We rose early and walked to West Mere Hide and saw various water birds including kingfishers before setting off back to Ely. A strong wind was still blowing and we had our banner down. Our usual mooring by Bridge Boats was still available, and a short stroll revealed that Lady Blatherwick was back, and two other BCF boats were moored nearby: Avalon and Sunflower. We went to visit Avalon first, with Archie and Jenny Ferguson, who invited us on board for a cuppa and we ended up doing a bible study together. We had met them somewhere on the canals a year or two back but no one could remember where! Then we caught up with Trevor and Pamela Thorn on Sunflower. Trevor had said hello when we were at Wicken Fen the first time, as he was prayer walking with some church members. This time we had more time to talk. Later we had a visit on Gabriel from Brian Allen, ex BCF member whom we met again at the church in March six weeks ago. A very sociable time in Ely. We went to the Basmati Indian restaurant again for their Wednesday evening special deal. Excellent food once again.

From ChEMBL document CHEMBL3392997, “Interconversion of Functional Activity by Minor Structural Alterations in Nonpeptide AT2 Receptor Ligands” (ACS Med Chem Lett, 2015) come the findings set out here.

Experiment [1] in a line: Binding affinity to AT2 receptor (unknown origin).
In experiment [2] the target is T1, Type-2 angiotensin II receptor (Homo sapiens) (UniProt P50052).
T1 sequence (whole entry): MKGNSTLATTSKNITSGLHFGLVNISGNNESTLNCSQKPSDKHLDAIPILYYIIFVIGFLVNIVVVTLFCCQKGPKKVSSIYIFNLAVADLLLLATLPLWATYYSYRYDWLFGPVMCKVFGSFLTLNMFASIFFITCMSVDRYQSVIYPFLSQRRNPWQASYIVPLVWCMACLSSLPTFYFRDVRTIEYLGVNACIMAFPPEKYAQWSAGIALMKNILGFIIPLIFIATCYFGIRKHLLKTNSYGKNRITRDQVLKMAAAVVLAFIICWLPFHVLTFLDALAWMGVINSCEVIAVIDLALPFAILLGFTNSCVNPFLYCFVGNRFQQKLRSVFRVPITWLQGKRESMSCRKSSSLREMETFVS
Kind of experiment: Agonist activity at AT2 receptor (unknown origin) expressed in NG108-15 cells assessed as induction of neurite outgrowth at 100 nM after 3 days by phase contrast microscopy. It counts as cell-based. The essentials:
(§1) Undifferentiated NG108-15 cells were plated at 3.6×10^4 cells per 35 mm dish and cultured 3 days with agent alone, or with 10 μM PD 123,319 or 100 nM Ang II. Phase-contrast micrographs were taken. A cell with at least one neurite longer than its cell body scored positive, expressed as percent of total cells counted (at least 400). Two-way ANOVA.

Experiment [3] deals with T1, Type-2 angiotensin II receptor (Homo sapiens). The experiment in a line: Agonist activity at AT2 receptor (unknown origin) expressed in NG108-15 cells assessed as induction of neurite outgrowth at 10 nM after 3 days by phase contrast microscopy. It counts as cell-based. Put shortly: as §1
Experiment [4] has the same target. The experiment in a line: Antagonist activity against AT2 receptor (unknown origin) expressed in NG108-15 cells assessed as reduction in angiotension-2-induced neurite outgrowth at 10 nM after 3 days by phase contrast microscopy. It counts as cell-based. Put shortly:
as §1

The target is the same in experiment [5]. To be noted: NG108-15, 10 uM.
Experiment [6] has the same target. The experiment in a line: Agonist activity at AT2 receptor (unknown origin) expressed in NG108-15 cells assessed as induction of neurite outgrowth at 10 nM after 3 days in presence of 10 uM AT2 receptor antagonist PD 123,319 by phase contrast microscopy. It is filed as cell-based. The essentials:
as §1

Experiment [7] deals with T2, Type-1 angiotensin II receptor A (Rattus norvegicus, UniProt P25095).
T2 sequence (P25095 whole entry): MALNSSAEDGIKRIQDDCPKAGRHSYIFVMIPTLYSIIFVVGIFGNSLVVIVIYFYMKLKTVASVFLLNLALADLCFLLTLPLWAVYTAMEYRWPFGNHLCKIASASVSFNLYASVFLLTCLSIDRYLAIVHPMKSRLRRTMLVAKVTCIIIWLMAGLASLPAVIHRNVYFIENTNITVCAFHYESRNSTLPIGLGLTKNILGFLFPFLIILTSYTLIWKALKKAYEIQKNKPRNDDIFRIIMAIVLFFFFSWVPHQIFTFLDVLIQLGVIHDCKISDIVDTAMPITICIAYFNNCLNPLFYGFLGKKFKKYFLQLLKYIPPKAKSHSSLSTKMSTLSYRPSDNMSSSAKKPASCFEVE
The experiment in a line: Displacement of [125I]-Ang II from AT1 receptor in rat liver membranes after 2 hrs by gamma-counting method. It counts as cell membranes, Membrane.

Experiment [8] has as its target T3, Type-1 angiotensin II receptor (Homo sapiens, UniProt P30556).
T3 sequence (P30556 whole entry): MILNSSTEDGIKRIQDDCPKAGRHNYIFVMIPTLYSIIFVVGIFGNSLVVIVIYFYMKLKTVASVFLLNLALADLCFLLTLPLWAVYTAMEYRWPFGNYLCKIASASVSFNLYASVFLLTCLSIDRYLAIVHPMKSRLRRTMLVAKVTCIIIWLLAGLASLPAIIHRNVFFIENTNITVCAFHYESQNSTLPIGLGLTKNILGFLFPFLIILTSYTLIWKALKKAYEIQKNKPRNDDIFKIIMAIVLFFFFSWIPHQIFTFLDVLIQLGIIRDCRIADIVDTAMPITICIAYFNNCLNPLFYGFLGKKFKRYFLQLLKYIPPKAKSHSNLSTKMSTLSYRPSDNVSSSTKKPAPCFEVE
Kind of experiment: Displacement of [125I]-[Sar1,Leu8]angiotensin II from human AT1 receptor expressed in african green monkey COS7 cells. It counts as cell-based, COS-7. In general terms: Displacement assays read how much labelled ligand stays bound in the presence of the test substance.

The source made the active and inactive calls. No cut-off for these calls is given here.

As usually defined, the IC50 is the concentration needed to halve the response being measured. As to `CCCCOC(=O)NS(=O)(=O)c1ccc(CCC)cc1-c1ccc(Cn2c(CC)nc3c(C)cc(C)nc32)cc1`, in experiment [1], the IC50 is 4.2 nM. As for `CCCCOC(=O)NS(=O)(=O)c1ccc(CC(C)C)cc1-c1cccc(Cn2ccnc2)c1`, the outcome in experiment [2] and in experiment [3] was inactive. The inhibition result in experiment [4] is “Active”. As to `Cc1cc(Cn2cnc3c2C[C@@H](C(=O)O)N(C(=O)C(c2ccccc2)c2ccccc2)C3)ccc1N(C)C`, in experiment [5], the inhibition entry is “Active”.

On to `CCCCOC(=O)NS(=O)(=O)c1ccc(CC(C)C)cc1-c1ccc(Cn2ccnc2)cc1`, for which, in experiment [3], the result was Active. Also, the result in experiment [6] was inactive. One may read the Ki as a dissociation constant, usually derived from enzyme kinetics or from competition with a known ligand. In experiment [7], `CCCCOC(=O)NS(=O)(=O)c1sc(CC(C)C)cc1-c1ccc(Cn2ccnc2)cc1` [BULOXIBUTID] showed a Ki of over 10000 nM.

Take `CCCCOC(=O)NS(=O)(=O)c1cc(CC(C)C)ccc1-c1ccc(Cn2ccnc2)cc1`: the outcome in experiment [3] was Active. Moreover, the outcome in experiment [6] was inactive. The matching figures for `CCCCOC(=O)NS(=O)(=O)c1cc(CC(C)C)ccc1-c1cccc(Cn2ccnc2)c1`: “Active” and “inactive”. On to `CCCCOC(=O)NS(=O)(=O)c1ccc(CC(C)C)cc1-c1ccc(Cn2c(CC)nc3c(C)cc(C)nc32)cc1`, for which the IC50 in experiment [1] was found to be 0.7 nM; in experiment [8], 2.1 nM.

Thu 8th September
We visited the markets in Ely this morning before a rendezvous at the cathedral for coffee with Sally Ann Ford. She has a busy schedule with meetings interviews and training events keeping her occupied over the last two days.
We set off early afternoon first calling at the facilities block, and then heading for the Little Ouse, where we arrived at the GOBA mooring opposite Lakenheath Fen at about 5.30pm
Fri 9th September